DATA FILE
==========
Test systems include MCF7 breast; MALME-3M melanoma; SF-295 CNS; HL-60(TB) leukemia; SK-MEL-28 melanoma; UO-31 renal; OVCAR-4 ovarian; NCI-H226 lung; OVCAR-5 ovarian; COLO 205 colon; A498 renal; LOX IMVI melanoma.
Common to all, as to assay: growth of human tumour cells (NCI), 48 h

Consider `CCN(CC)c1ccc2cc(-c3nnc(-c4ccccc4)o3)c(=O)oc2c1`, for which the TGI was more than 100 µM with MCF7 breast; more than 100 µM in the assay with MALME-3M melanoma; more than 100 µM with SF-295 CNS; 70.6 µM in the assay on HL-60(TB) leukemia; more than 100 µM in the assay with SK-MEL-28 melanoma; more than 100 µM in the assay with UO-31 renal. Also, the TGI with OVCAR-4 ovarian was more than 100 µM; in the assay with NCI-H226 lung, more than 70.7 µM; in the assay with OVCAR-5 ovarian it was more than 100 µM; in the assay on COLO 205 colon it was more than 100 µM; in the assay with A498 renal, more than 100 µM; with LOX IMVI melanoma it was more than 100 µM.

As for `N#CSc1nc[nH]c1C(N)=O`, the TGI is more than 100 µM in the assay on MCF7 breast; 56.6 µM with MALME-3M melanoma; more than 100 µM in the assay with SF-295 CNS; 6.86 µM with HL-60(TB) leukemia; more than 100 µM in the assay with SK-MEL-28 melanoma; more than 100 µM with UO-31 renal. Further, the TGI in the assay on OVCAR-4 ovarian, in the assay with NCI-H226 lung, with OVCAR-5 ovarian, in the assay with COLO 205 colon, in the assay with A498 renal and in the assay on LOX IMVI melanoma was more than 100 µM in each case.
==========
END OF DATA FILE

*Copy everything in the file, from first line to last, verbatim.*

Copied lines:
Test systems include MCF7 breast; MALME-3M melanoma; SF-295 CNS; HL-60(TB) leukemia; SK-MEL-28 melanoma; UO-31 renal; OVCAR-4 ovarian; NCI-H226 lung; OVCAR-5 ovarian; COLO 205 colon; A498 renal; LOX IMVI melanoma.
Common to all, as to assay: growth of human tumour cells (NCI), 48 h

Consider `CCN(CC)c1ccc2cc(-c3nnc(-c4ccccc4)o3)c(=O)oc2c1`, for which the TGI was more than 100 µM with MCF7 breast; more than 100 µM in the assay with MALME-3M melanoma; more than 100 µM with SF-295 CNS; 70.6 µM in the assay on HL-60(TB) leukemia; more than 100 µM in the assay with SK-MEL-28 melanoma; more than 100 µM in the assay with UO-31 renal. Also, the TGI with OVCAR-4 ovarian was more than 100 µM; in the assay with NCI-H226 lung, more than 70.7 µM; in the assay with OVCAR-5 ovarian it was more than 100 µM; in the assay on COLO 205 colon it was more than 100 µM; in the assay with A498 renal, more than 100 µM; with LOX IMVI melanoma it was more than 100 µM.

As for `N#CSc1nc[nH]c1C(N)=O`, the TGI is more than 100 µM in the assay on MCF7 breast; 56.6 µM with MALME-3M melanoma; more than 100 µM in the assay with SF-295 CNS; 6.86 µM with HL-60(TB) leukemia; more than 100 µM in the assay with SK-MEL-28 melanoma; more than 100 µM with UO-31 renal. Further, the TGI in the assay on OVCAR-4 ovarian, in the assay with NCI-H226 lung, with OVCAR-5 ovarian, in the assay with COLO 205 colon, in the assay with A498 renal and in the assay on LOX IMVI melanoma was more than 100 µM in each case.